U.S. Sen. Brian Schatz, D-Hawaii, put it like this in describing the recent federal spending bill and what it means for Hawaii:
“This is the best appropriations bill that we’ve seen for our state since I got here. This appropriations bill will give our state funding to create jobs, help our veterans, protect our environment and strengthen education and health care programs.”
Rep. Tulsi Gabbard wasn’t as wild about it, but voted for the spending package.
“While I have serious concerns about portions of this spending bill, it funds critical programs and necessary investments to address the many challenges facing our communities and ends the destructive trend of temporary funding bills that cause uncertainty and have threatened multiple government shutdowns,” she said in a press release.
“As Hawaii faces a severe lack of affordable housing and the worst ranked infrastructure in the nation, this legislation will increase funding for highway upgrades, expand affordable housing programs, invest in our rural infrastructure and more.”
Gabbard said, however, Congress must put people before politics.
“In passing this legislation today, Congress has carried out the bare minimum of its responsibilities, but has by no means set an example of good governance. We cannot continue to govern with brinksmanship and partisan divides, narrowly dodging government shutdowns, and with deals cut behind closed doors, leaving communities across the country hanging in the balance.”
Here’s what Sen. Mazie K. Hirono said of the Omnibus Spending Bill for fiscal year 2018:
“While this agreement includes funding for many important programs for Hawaii and the country, I am deeply disappointed that it does not protect the 1.8 million Dreamers Donald Trump unnecessarily put at risk when he canceled DACA. The president created this crisis, and he has sabotaged every effort we’ve made to protect Dreamers. I will continue fighting so that Dreamers can live their lives and pursue their dreams in the only country they know — America.”
End of the day, the deal benefits Hawaii. It will increase funding for clean energy projects and VA clinics, as well as Native Hawaiian health and education programs. The bill also adds billions in funding for programs that support telehealth in Hawaii, affordable housing programs, and the Honouliuli National Monument.
Here’s a brief look at some of the new and increased funding for Hawaii:
w Native Hawaiian education — $36.4 million, a $3 million increase from last year.
w Native Hawaiian health care — $17.5 million, a $3.1 million increase from last year. This funding will support five health centers on Hawaii Island, Kauai, Molokai, Maui and Oahu.
w Affordable housing—$41.4 million, a $5.8 million increase from last year.
w Highways and transportation — $177.4 million, a $3.5 million increase from last year. This estimated funding is distributed from the Highway Trust Fund to Hawaii for highway maintenance and new construction of bridges, roads and bike and pedestrian paths.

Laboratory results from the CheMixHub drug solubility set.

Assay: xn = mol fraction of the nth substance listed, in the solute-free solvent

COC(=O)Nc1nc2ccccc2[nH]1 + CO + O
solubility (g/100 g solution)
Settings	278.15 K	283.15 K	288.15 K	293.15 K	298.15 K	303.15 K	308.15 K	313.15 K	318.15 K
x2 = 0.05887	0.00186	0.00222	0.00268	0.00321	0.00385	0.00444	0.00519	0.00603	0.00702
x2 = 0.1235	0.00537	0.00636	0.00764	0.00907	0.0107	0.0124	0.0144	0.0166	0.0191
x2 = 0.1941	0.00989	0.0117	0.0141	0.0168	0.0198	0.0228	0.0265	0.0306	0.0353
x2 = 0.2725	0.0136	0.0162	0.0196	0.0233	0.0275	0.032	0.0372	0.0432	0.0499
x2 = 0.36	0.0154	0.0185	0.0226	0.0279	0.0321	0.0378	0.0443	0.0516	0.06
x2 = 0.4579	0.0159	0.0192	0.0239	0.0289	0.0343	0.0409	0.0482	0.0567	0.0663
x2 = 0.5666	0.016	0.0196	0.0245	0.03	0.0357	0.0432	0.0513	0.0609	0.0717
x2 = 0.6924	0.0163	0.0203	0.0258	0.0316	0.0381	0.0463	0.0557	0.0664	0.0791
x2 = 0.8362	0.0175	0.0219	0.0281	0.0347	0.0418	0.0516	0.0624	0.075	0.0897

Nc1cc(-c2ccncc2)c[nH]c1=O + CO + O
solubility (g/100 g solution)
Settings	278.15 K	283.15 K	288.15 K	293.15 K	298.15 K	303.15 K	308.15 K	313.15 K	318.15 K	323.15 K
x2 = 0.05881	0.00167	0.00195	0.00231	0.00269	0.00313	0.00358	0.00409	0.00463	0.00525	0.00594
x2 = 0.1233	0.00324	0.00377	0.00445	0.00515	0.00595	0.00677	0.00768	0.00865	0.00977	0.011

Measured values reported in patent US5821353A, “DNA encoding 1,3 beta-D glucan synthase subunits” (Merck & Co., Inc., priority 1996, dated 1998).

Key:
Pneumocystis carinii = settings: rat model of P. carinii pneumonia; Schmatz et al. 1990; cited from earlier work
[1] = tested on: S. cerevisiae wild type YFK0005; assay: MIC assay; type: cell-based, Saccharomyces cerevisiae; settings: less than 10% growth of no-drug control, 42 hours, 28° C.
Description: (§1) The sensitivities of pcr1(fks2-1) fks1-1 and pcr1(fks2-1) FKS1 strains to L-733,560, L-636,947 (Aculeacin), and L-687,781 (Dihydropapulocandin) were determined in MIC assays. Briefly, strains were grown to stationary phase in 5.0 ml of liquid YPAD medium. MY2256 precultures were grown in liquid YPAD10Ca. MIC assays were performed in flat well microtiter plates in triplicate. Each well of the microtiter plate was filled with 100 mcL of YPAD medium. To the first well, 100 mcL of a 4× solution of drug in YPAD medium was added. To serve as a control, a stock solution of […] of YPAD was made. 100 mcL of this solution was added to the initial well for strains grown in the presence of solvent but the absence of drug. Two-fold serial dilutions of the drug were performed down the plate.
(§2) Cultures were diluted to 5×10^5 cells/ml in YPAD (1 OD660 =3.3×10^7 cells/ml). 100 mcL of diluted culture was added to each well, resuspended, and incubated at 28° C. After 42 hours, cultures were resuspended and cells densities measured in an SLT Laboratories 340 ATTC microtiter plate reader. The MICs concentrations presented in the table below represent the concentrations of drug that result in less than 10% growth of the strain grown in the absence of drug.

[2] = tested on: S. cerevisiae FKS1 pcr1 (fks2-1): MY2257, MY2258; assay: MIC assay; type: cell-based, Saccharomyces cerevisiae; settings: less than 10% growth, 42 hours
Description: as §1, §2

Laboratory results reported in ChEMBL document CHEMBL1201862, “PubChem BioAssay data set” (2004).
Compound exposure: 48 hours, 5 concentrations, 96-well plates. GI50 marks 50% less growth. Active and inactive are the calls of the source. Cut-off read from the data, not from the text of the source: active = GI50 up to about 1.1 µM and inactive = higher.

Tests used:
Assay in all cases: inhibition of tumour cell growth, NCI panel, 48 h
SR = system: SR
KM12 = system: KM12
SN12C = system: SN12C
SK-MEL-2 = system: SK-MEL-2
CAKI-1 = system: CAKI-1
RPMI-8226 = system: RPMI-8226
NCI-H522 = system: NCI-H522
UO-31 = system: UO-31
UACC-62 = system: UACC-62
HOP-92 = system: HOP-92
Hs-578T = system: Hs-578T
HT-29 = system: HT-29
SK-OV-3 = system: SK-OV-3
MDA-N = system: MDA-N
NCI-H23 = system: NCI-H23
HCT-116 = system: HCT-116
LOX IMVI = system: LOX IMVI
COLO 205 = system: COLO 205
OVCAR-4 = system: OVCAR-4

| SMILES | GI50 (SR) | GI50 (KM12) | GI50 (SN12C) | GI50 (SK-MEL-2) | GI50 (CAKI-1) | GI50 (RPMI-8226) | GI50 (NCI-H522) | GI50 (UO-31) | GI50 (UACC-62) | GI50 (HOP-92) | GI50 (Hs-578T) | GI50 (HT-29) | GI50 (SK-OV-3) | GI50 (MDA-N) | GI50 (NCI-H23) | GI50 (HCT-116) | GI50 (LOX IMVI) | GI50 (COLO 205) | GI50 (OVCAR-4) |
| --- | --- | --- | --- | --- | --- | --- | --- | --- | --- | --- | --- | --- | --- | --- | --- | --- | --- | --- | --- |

w Coral reef conservation — $26.6 million (nationwide), a $600,000 increase from last year. This funding supports NOAA’s Coral Reef Conservation Program, which addresses the top threats to coral reef ecosystems in Hawaii and across the country.
w Regional Coastal Resilience Grants — $30 million (nationwide), a $15 million increase from last year. The program funds projects that help coastal communities and ecosystems prepare for extreme weather events, climate hazards and changing ocean conditions.
w Native Hawaiian housing — $2 million. The Native Hawaiian Housing Block Grant Program provides financial assistance for Native Hawaiian families to obtain new homes, make renovations, build community facilities and receive housing services, including counseling, financial literacy and other critical resources to address housing disparities.
w Racial and Ethnic Approaches to Community Health (REACH)— $1 million. REACH is a national program to reduce racial and ethnic health disparities by providing grants to community-based organizations that work to reduce chronic illnesses and encourage healthy lifestyles in underserved populations.
w Tsunami program—$31.6 million (nationwide). The NOAA Tsunami Program provides funding to coastal states for preparedness activities such as inundation mapping, disaster planning, and tsunami education.
w Endangered Hawaiian monk seals and sea turtles protection — $8 million. Hawaiian monk seals are the only seal species in the world that live in only one nation’s territorial waters. This funding will continue to support monk seal conservation and recovery. Funding will also support sea turtle conservation activities such as interagency consultation and technical assistance on marine turtle by-catch reduction strategies, cooperative conservation actions in the greater Pacific region, marine turtle stock assessments and scientific research projects.
That’s only a look at some of the areas federal funding will support Hawaii. Based on the numbers, our state’s elected leaders in Congress did well securing money for the Aloha State. These funds are needed, necessary and will make a difference.